But for all you folks ready to buy your first home, here are the deets:
<p>”The Westchester County Associationâ€™s Young Professional Advisory Committee (YPAC) will continue its Home Buyers Series on Tuesday, September 9 when a panel of leading realtors and attorneys participate in Part II: The ABCâ€™s of Real Estate Agencies.Â The panel discussion, followed by a networking cocktail reception, will take place from 6 to 8 PM, at 1133 Westchester Avenue, White Plains, in the lobby level conference room.”</p>
See: www.westchester.org or contact Julia Salem (she’s cool, I promise) at (914) 948-6740.
As for me, I’m looking forward to unpacking my winter clothes, where I usually find a few crumpled up $5 bills in my sweater pockets.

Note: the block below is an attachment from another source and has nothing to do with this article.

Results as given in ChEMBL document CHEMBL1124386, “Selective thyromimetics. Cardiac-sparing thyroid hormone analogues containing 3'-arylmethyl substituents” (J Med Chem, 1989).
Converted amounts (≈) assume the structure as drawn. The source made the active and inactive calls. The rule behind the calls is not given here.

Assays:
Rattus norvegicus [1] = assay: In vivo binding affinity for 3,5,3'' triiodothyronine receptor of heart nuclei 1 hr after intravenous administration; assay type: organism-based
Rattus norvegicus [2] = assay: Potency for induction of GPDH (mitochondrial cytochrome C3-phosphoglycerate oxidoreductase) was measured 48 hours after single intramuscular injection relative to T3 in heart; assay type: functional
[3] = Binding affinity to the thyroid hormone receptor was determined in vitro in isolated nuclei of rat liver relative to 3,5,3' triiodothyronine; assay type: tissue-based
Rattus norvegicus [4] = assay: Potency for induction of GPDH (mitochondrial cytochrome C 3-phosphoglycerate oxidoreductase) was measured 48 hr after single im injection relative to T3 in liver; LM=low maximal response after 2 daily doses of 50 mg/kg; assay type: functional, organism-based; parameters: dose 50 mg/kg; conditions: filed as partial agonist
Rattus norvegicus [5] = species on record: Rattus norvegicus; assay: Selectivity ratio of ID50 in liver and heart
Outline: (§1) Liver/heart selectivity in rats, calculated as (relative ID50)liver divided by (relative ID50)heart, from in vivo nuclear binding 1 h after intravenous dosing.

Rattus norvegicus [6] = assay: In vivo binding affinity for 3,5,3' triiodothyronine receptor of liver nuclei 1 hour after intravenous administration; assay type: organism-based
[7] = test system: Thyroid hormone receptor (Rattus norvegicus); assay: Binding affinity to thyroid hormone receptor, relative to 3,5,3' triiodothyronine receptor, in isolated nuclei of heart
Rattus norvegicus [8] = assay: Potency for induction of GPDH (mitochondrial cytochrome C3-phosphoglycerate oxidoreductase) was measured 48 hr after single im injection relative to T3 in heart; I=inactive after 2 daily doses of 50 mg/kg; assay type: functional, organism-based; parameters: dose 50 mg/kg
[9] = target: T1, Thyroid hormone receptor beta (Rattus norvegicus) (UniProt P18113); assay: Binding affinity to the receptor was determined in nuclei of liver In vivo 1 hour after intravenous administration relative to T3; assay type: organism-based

In January, we wrote about 23-year-old Julieann Benes of Yonkers, who was studying public relations and finishing up her final semester of graduate school at Iona College.<p>You know all those recent grads who are moaning and complaining about not being able to find a job?Â Benes is happily employed in the consumer relations department of PepsiCo. While schlepping to the office everyday isn’t quite as much fun as rolling out of bed five minutes before class, Benes is embracing life as (gulp) a real adult.</p><p>Q: What’s been the biggest challenge in adjusting to your first full-time job?<p><p>A: I think getting used to the normal 9-5 work schedule is the biggest challenge I’ve had so far. When you’re in college you make your own class schedule, so you really can mold it to fit your preferences. There’s no adjusting the work day!</p>(The Journal News/Stuart Bayer) Read more of this entry »